Asian-American Representation is Important in the Movies- and the Job Market



Peter Kavinsky and Lara Jean.

Uma Bhat, Staff Writer

While the movies Crazy Rich Asians and To All The Boys I’ve Ever Loved Before are universally loved by teens for their relatable angst, humor, and cringeworthy cheesiness, their unexpected success results primarily from one key aspect that most critics have previously overlooked: their Asian-American cast.

“I watched Crazy Rich Asians and To All The Boys I’ve Ever Loved Before twice, and they’re both movies where Asian-Americans can truly be Asian-Americans. Of course Crazy Rich Asians was shot in Singapore, but I’m not necessarily talking about culture- I’m talking about really humanizing Asian-Americans in film,” Korean-American Junior Class President Raina Lee says. “By giving each Asian American in the story their own plot line and showing them experience things that are common to all people regardless of skin color, you’re really showing them as the same as all of us. That’s really combating stereotyping and the typical jist of most Asian American roles- which is a huge breakthrough.”

After several decades where two African-Americans in a movie would be enough to qualify a film as “diverse,” the time has come to paint the bleak canvas known as “Hollywood” with more representative colors. However, though aspiring Asian-American actors can rejoice over a shattered “bamboo ceiling,” other Asian-American students may still be waiting for a breakthrough of their own.

Sophomore Luna Hou, an All National Chorus singer and award-winning author/poet, stated: “I’ve definitely participated in a number of programs where I was one of the only Asian Americans there […] I’ve also definitely met a lot of people- a number of whom I’m related to- who just kind of assume that I’m into STEM and I can do all this complicated math and science and computer stuff, which is… questionable, to say the least.”

In truth, most Asian-American students looking to pursue careers in Law, Politics, Journalism, Creative Writing, or Humanities fields in general are often deterred from following their passions simply because of a lack of representation and basic stereotyping- Asian Americans only hold three spots in the United States Senate and in 2000, comprised just 2.2% of all lawyers in the country, not to mention the lack of Asian-Americans within the arts fields as well. Their parents, who are most likely also within STEM fields, push them to follow a “safe” math and science path, commonly pursued by other Asians, in hopes that they too can find success like previous members of kin.

“As immigrants, my parents were especially conscious of the struggle to establish firm ground. I think that their reasons for pushing me towards STEM are perfectly reasonable — they didn’t want me to have to go through any economic difficulties, and since Asian Americans were already so established in the STEM field, that seemed the most reasonable path to take,” Lee elucidates.

The question is, if Crazy Rich Asians and To All The Boys I’ve Ever Loved Before were met with such commercial success- both achieved above a 90% on Rotten Tomatoes and above a 7-rating on IMDB-  why haven’t Asian-Americans done the same in other non-STEM fields?

Alice Lee, an Asian-American philosophy major at UC-Riverside, contributes the initial lack of motivation for Asian Americans in pursuing the humanities to the stereotype that Asians will not achieve success if they do not pursue STEM. She writes in an article for The Highlander, “From the perspective of my friends and family, I [as an Asian-American] was walking down a path [humanities] that would leave me “homeless” and “nowhere.” Moreover,  because my school district was highly ranked and predominantly Asian, the fact that I had an interest in the humanities rather than STEM led others to define my intelligence as substandard. In the eyes of others, it didn’t matter that I excelled in the humanities; the fact that I wasn’t pursuing a STEM-related career equated to a life filled with no achievements.”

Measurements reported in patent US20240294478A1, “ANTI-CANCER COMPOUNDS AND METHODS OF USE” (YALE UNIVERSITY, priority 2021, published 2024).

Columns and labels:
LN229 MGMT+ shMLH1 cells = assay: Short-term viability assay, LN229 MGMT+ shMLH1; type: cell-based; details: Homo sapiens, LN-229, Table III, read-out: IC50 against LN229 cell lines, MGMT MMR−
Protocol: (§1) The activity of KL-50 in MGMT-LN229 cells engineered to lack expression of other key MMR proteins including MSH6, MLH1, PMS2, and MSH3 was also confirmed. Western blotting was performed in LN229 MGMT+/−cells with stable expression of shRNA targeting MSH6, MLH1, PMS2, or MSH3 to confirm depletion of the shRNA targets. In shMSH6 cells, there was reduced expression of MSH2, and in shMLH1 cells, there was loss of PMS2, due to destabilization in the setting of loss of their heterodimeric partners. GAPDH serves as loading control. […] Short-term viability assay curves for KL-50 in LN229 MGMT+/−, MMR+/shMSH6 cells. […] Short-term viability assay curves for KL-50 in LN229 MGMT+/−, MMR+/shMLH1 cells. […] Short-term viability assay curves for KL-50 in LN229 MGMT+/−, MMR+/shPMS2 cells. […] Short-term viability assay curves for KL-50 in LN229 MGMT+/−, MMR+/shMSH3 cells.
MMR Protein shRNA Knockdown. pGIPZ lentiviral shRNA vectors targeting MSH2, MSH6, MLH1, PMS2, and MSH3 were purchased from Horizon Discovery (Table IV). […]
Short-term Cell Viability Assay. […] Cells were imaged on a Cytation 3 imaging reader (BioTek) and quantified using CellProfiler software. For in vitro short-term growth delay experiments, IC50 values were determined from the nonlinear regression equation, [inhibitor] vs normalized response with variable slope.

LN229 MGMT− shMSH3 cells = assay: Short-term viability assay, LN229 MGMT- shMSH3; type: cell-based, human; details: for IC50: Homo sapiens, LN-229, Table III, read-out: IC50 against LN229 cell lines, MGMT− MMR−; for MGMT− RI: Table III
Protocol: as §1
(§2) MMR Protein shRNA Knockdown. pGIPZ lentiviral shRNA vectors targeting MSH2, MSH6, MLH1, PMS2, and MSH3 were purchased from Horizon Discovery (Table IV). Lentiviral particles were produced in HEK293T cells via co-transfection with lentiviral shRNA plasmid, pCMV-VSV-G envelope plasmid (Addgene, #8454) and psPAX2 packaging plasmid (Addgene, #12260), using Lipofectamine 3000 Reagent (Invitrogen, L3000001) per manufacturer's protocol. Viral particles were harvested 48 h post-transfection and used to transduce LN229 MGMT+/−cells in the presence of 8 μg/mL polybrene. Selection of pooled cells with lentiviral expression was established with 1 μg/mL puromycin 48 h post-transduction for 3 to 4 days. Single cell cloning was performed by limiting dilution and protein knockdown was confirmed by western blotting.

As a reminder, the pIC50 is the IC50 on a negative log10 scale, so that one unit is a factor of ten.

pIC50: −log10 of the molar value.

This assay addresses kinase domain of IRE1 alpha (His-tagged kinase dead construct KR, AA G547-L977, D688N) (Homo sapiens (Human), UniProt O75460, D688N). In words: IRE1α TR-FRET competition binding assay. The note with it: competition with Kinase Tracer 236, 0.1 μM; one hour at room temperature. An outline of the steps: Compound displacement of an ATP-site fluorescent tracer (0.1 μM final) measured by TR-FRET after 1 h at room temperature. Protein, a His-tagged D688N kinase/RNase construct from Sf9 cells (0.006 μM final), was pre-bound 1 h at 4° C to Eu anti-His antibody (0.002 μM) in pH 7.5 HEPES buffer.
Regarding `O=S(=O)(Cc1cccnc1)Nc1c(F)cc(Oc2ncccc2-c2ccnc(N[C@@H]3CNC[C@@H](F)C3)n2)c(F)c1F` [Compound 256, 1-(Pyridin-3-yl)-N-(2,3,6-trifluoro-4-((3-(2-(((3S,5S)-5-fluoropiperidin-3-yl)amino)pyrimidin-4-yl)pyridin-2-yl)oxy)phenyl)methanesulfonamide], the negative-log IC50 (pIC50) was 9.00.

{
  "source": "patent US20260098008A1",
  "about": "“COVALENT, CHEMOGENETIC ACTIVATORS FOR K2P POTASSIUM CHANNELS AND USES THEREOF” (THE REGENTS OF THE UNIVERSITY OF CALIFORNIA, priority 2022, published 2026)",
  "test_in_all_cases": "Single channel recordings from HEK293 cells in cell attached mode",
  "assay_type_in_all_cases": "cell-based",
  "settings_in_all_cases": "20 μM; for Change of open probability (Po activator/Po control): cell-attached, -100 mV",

Though films with Asian-American leads are breaking stereotypes in the cinematic world, there still remain many difficulties for Asian-American students wanting to break through the STEM boundary. As (Alice) Lee states, Asian-Americans interested in the humanities are not only often regarded as inferior by their STEM counterparts, but also subjected to the unfair stereotype that it is almost a “requirement” for them to be good at Science and Math. Furthermore, Asian-American students are often told (and continue to hold the notion) that they will be less successful if they decide to go into the humanities — a belief that deters them from nurturing their passions.

Because of this, there inevitably remains a perpetual deficit of Asian-Americans in humanities fields. With no one to show them that achieving success in humanities as an Asian American is possible, Asian-American students find themselves in a constant battle between pursuing their passion versus taking the seemingly “only” viable path, more often than not choosing the latter.

To that, as Hou says, “While there may not be a ton of Asian Americans who want to write really morbid stories for the rest of their lives, I’m so lucky to have a supportive family, and to be able to associate myself with multiple communities of people who’re also into the stuff I’m into- all of that really helps. At the end of the day, though, writing and singing are two of my passions- and when you’re passionate about something, you pursue it no matter what.”

The course of action to take is evident: If Asian Americans want representation in the humanities, someone- perhaps a Green Hope student- needs to make the first splash.

I also interviewed Esha Shakthy, an Indian-American member of Science Olympiad and Theatre. You can listen to the full interview here.